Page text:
|Commenced in January 2007||Frequency: Monthly||Edition: International||Paper Count: 5|
This paper focuses on using knowledge management and visualisation concepts to improve the patients and hospitals employee’s workflow. Hospitals workflow is a complex and complicated process and poor patient flow can put both patients and a hospital’s reputation at risk, and can threaten the facility’s financial sustainability. Healthcare leaders are under increased pressure to reduce costs while maintaining or increasing patient care standards. In this paper, a framework is proposed to help improving patient experience, staff satisfaction, and operational efficiency across hospitals by using knowledge management based visualisation concepts. This framework is using real-time visibility to track and monitor location and status of patients, staff, rooms, and medical equipment.
Summative feedback forms are used in academia for gathering data on course quality and student understanding. Students answer a series of questions based on the course they are soon to finish in these forms. Feedback forms are notorious for being homogenised and limiting and thus the data captured is often neutral and lacking in tacit emotional responses. This paper contrasts student feedback forms with collaborative drawing. We analyse 19 pictures drawn by international students on a pre-sessional course. Through visuals we present an approach to enable a holistic level of student understanding. Visuals communicate irrespective of possible language, cultural and educational barriers. This paper sought to discover if the pictures mirrored the feedback given on a typical feedback form. Findings indicate a considerable difference in the two approaches and thus we highlight the value of collaborative drawing as a complimentary resource to aid the understanding of student experience.
Octree compression techniques have been used for several years for compressing large three dimensional data sets into homogeneous regions. This compression technique is ideally suited to datasets which have similar values in clusters. Oil engineers represent reservoirs as a three dimensional grid where hydrocarbons occur naturally in clusters. This research looks at the efficiency of storing these grids using octree compression techniques where grid cells are broken into active and inactive regions. Initial experiments yielded high compression ratios as only active leaf nodes and their ancestor, header nodes are stored as a bitstream to file on disk. Savings in computational time and memory were possible at decompression, as only active leaf nodes are sent to the graphics card eliminating the need of reconstructing the original matrix. This results in a more compact vertex table, which can be loaded into the graphics card quicker and generating shorter refresh delay times.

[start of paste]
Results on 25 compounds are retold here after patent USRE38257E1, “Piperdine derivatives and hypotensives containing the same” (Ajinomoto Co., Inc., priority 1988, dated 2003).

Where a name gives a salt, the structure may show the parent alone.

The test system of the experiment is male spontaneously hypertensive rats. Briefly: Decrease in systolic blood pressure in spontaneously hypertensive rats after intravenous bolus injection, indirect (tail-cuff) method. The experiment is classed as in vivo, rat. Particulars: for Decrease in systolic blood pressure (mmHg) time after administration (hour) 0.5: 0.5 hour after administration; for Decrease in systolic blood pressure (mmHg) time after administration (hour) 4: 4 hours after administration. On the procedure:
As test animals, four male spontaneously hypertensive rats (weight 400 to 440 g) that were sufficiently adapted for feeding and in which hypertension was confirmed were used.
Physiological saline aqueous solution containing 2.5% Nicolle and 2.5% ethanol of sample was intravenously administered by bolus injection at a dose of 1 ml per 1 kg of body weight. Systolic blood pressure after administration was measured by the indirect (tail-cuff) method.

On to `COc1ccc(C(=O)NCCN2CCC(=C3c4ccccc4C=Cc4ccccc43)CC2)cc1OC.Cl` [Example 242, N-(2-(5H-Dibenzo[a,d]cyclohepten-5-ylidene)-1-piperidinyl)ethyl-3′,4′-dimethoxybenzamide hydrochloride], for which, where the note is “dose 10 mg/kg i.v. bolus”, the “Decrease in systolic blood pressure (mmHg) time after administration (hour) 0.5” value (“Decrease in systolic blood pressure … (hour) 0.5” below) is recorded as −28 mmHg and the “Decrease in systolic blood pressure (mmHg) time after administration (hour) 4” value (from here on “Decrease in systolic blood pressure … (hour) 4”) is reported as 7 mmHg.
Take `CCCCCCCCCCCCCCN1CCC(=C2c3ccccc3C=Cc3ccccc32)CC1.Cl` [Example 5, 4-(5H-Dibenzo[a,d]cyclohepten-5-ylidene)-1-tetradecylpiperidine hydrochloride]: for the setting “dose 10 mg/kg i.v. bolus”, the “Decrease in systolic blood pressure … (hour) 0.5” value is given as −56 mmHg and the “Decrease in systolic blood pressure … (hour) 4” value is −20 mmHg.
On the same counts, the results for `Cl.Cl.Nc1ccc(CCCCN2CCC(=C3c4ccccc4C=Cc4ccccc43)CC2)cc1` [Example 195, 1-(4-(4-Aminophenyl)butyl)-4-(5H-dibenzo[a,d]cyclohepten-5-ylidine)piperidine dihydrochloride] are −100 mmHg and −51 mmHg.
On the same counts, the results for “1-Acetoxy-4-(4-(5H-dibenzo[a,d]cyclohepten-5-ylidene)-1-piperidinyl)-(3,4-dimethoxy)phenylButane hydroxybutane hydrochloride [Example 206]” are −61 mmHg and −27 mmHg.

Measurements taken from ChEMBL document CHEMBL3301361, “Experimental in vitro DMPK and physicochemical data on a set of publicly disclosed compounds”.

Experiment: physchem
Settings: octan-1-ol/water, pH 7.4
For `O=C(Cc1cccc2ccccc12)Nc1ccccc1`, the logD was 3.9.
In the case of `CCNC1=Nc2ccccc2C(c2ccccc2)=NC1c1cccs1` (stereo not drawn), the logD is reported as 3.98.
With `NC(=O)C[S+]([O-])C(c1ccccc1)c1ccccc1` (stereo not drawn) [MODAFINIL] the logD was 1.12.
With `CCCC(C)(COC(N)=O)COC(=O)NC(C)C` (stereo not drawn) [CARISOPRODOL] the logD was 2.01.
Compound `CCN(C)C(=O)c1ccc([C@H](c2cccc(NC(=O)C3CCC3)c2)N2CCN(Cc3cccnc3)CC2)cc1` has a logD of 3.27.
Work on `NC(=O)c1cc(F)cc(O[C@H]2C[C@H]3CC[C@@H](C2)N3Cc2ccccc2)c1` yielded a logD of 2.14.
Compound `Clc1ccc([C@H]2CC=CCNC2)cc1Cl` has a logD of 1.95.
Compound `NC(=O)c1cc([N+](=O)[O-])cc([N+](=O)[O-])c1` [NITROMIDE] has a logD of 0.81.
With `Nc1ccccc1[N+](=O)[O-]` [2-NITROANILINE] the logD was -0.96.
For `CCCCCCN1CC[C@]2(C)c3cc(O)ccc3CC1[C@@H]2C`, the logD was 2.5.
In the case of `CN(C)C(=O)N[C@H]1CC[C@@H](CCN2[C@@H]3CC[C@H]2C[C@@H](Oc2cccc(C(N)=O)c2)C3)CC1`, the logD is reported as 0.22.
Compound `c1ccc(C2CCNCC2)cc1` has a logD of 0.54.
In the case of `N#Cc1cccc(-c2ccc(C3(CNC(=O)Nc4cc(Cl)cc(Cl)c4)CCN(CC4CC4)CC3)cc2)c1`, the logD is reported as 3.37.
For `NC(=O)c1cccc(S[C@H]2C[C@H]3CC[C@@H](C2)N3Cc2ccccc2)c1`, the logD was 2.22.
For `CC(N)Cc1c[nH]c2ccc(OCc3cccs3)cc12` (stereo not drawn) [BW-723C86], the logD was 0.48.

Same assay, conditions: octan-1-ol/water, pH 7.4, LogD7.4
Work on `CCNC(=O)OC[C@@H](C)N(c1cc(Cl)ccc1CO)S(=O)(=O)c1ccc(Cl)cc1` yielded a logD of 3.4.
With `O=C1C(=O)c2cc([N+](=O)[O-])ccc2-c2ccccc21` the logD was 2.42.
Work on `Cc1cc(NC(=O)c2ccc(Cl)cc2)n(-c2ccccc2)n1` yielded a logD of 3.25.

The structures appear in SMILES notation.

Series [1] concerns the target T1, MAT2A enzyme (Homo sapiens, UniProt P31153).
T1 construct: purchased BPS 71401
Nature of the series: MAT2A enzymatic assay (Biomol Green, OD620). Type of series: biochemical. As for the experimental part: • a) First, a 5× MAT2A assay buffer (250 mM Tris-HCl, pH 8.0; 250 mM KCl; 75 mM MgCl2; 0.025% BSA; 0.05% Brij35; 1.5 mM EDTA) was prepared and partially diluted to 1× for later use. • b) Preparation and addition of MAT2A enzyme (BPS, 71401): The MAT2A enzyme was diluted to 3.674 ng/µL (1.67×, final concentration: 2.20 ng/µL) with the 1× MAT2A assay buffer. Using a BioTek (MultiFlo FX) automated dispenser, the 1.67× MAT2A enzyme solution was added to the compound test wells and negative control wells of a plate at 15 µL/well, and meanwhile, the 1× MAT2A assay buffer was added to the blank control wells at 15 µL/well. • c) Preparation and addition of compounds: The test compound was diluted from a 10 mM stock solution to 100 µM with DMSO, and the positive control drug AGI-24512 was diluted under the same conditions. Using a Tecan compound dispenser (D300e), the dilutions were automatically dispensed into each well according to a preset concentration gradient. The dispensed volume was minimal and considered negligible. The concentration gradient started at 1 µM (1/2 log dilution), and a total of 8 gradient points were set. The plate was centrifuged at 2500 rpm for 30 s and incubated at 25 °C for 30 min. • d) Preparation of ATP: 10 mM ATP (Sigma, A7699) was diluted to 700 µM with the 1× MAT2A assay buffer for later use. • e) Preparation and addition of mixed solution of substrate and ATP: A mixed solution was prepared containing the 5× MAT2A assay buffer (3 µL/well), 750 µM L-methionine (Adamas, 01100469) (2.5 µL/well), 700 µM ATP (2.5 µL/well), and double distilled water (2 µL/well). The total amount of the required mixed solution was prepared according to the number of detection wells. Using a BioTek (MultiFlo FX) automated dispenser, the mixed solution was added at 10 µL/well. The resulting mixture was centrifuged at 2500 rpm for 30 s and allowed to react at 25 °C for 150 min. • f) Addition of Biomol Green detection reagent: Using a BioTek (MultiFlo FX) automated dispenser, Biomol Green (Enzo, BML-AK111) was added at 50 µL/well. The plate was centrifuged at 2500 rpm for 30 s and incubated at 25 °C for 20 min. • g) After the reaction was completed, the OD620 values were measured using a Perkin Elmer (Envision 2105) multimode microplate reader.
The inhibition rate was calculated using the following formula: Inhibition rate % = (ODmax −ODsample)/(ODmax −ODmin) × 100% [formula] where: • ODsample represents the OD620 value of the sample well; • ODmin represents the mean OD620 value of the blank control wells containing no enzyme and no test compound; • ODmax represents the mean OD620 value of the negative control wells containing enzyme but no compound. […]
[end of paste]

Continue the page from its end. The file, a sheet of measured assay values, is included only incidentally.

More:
This paper argues that fostering mutual understanding in landscape planning is as much about the planners educating stakeholder groups as the stakeholders educating the planners. In other words it is an epistemological agreement as to the meaning and nature of place, especially where an effort is made to go beyond the quantitative aspects, which can be achieved by the phenomenological experience of the Virtual Reality (VR) environment. This education needs to be a bi-directional process in which distance can be both temporal as well as spatial separation of participants, that there needs to be a common framework of understanding in which neither 'side' is disadvantaged during the process of information exchange and it follows that a medium such as VR offers an effective way of overcoming some of the shortcomings of traditional media by taking advantage of continuing technological advances in Information, Technology and Communications (ITC). In this paper we make particular reference to this as an extension to Geographical Information Systems (GIS). VR as a two-way communication tool offers considerable potential particularly in the area of Public Participation GIS (PPGIS). Information rich virtual environments that can operate over broadband networks are now possible and thus allow for the representation of large amounts of qualitative and quantitative information 'side-by-side'. Therefore, with broadband access becoming standard for households and enterprises alike, distributed virtual reality environments have great potential to contribute to enabling stakeholder participation and mutual learning within the planning context.